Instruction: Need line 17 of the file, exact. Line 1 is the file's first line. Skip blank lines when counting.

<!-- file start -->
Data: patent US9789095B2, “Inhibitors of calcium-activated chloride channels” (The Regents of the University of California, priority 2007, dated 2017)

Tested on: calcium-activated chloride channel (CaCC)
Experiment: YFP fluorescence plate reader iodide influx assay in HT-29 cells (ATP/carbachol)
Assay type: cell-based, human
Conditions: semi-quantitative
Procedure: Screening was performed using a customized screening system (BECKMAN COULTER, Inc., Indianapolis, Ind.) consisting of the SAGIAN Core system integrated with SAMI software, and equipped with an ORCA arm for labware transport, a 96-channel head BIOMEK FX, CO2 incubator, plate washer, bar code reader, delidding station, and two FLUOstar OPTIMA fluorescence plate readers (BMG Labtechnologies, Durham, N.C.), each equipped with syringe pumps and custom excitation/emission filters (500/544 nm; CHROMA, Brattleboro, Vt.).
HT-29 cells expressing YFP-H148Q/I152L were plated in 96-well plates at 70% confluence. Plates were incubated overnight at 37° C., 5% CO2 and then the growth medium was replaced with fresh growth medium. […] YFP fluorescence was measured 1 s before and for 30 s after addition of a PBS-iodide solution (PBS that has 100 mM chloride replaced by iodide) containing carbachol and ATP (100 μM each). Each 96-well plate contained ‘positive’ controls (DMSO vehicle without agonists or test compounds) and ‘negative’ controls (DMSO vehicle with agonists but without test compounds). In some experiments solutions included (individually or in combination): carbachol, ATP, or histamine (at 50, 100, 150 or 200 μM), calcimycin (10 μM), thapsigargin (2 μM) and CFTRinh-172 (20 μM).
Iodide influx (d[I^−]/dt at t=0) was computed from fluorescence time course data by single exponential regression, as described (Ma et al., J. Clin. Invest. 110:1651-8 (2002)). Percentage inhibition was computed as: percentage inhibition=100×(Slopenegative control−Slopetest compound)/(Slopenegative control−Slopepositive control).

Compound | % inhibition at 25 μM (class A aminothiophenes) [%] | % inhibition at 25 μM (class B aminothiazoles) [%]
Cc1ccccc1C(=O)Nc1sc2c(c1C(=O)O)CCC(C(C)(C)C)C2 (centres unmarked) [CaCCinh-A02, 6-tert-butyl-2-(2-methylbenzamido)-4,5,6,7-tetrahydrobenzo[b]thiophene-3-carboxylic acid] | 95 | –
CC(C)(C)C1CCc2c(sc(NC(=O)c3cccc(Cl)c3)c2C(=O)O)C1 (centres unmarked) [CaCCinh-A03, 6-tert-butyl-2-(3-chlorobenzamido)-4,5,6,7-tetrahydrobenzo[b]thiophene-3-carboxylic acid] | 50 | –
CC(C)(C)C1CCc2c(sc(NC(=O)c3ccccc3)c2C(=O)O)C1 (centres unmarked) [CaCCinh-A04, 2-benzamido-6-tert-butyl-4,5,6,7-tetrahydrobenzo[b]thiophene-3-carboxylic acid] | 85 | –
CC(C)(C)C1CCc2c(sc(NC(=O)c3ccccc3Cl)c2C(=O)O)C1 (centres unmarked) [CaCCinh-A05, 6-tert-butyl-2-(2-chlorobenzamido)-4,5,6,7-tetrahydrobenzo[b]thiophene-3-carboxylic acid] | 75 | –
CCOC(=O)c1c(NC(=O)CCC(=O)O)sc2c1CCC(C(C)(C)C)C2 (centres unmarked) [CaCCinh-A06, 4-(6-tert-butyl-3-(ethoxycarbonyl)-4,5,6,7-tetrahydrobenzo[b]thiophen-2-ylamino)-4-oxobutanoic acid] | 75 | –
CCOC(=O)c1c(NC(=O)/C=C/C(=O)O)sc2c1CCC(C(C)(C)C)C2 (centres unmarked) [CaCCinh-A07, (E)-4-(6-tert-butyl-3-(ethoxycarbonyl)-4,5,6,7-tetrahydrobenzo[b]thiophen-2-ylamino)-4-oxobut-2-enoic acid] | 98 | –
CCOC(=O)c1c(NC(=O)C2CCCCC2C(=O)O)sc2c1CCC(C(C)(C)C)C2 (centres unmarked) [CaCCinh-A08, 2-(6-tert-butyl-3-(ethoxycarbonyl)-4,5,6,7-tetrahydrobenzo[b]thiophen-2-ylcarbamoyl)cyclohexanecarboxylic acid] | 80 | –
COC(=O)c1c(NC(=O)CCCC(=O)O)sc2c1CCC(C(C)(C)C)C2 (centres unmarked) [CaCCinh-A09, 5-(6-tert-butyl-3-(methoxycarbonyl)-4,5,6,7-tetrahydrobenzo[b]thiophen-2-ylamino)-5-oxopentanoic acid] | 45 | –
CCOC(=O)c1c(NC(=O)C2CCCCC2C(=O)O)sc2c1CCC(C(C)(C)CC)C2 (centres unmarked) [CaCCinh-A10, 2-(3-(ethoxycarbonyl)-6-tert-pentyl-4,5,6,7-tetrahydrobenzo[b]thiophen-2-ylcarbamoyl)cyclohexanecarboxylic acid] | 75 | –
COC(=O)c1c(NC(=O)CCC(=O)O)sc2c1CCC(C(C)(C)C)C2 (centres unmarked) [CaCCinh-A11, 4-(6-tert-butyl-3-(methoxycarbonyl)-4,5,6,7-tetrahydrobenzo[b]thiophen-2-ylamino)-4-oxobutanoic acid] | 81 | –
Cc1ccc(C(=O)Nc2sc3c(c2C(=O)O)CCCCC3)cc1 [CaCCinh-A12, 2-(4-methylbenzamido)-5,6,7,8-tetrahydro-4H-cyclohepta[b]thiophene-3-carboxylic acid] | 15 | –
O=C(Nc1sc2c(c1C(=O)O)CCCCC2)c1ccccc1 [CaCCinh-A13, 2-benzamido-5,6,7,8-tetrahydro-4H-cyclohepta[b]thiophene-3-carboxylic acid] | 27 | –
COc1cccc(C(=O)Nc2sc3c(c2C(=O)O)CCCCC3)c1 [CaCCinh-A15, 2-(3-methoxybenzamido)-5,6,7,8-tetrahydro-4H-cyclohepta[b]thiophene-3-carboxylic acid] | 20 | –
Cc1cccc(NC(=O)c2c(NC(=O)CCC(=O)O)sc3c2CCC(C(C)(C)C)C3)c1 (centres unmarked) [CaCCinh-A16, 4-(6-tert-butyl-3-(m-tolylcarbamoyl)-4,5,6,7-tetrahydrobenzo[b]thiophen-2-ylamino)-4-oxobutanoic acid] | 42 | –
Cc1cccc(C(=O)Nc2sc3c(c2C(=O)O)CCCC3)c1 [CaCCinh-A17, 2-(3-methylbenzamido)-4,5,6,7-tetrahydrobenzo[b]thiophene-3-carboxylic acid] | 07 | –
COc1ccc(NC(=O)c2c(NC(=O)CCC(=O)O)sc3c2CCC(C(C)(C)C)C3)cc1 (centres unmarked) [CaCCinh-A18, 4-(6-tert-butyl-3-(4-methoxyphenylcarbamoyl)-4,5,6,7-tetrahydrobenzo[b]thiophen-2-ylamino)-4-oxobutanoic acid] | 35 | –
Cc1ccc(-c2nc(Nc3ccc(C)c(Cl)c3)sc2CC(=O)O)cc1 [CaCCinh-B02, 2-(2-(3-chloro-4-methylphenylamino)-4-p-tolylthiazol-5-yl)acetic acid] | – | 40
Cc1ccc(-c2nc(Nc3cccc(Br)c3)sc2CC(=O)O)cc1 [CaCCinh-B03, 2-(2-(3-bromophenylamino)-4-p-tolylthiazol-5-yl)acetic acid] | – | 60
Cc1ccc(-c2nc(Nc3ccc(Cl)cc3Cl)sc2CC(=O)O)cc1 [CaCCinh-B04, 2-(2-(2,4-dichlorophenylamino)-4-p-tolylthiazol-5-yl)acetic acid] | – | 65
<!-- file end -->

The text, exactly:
COC(=O)c1c(NC(=O)CCCC(=O)O)sc2c1CCC(C(C)(C)C)C2 (centres unmarked) [CaCCinh-A09, 5-(6-tert-butyl-3-(methoxycarbonyl)-4,5,6,7-tetrahydrobenzo[b]thiophen-2-ylamino)-5-oxopentanoic acid] | 45 | –